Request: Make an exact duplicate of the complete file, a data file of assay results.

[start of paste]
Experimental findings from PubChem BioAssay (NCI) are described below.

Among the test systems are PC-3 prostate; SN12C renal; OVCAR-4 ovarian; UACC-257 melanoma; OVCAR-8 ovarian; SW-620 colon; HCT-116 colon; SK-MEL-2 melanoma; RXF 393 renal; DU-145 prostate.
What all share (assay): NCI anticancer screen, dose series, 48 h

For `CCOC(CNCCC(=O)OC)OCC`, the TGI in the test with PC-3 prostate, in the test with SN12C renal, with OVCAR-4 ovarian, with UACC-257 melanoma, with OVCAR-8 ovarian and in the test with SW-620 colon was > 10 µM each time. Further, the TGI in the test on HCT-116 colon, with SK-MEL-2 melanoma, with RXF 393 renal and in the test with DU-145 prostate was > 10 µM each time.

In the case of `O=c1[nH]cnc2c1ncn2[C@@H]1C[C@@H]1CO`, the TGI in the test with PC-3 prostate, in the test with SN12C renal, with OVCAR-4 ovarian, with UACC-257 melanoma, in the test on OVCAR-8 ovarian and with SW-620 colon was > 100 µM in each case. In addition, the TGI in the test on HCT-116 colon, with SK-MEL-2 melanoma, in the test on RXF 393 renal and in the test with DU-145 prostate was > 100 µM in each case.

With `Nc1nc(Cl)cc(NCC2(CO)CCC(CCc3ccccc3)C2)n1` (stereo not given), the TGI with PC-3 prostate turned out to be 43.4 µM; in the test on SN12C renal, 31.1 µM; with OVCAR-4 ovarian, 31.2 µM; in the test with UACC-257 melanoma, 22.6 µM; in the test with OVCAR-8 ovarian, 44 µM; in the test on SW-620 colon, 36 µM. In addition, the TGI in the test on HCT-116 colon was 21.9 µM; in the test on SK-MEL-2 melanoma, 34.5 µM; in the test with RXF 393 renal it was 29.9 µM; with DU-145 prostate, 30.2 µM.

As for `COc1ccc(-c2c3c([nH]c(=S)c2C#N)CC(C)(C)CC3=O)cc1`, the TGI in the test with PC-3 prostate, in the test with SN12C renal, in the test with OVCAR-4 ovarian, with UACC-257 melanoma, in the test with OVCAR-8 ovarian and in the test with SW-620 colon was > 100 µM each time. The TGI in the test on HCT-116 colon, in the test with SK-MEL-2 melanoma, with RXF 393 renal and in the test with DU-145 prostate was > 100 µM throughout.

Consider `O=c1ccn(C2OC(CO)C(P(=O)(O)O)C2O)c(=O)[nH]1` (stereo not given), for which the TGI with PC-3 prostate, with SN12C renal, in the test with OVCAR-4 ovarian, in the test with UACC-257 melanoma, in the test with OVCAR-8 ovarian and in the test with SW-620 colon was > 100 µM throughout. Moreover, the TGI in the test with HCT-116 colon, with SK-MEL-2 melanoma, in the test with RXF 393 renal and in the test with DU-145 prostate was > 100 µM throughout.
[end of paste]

Experimental findings from PubChem BioAssay (NCI) are described below.

Among the test systems are PC-3 prostate; SN12C renal; OVCAR-4 ovarian; UACC-257 melanoma; OVCAR-8 ovarian; SW-620 colon; HCT-116 colon; SK-MEL-2 melanoma; RXF 393 renal; DU-145 prostate.
What all share (assay): NCI anticancer screen, dose series, 48 h

For `CCOC(CNCCC(=O)OC)OCC`, the TGI in the test with PC-3 prostate, in the test with SN12C renal, with OVCAR-4 ovarian, with UACC-257 melanoma, with OVCAR-8 ovarian and in the test with SW-620 colon was > 10 µM each time. Further, the TGI in the test on HCT-116 colon, with SK-MEL-2 melanoma, with RXF 393 renal and in the test with DU-145 prostate was > 10 µM each time.

In the case of `O=c1[nH]cnc2c1ncn2[C@@H]1C[C@@H]1CO`, the TGI in the test with PC-3 prostate, in the test with SN12C renal, with OVCAR-4 ovarian, with UACC-257 melanoma, in the test on OVCAR-8 ovarian and with SW-620 colon was > 100 µM in each case. In addition, the TGI in the test on HCT-116 colon, with SK-MEL-2 melanoma, in the test on RXF 393 renal and in the test with DU-145 prostate was > 100 µM in each case.

With `Nc1nc(Cl)cc(NCC2(CO)CCC(CCc3ccccc3)C2)n1` (stereo not given), the TGI with PC-3 prostate turned out to be 43.4 µM; in the test on SN12C renal, 31.1 µM; with OVCAR-4 ovarian, 31.2 µM; in the test with UACC-257 melanoma, 22.6 µM; in the test with OVCAR-8 ovarian, 44 µM; in the test on SW-620 colon, 36 µM. In addition, the TGI in the test on HCT-116 colon was 21.9 µM; in the test on SK-MEL-2 melanoma, 34.5 µM; in the test with RXF 393 renal it was 29.9 µM; with DU-145 prostate, 30.2 µM.

As for `COc1ccc(-c2c3c([nH]c(=S)c2C#N)CC(C)(C)CC3=O)cc1`, the TGI in the test with PC-3 prostate, in the test with SN12C renal, in the test with OVCAR-4 ovarian, with UACC-257 melanoma, in the test with OVCAR-8 ovarian and in the test with SW-620 colon was > 100 µM each time. The TGI in the test on HCT-116 colon, in the test with SK-MEL-2 melanoma, with RXF 393 renal and in the test with DU-145 prostate was > 100 µM throughout.

Consider `O=c1ccn(C2OC(CO)C(P(=O)(O)O)C2O)c(=O)[nH]1` (stereo not given), for which the TGI with PC-3 prostate, with SN12C renal, in the test with OVCAR-4 ovarian, in the test with UACC-257 melanoma, in the test with OVCAR-8 ovarian and in the test with SW-620 colon was > 100 µM throughout. Moreover, the TGI in the test with HCT-116 colon, with SK-MEL-2 melanoma, in the test with RXF 393 renal and in the test with DU-145 prostate was > 100 µM throughout.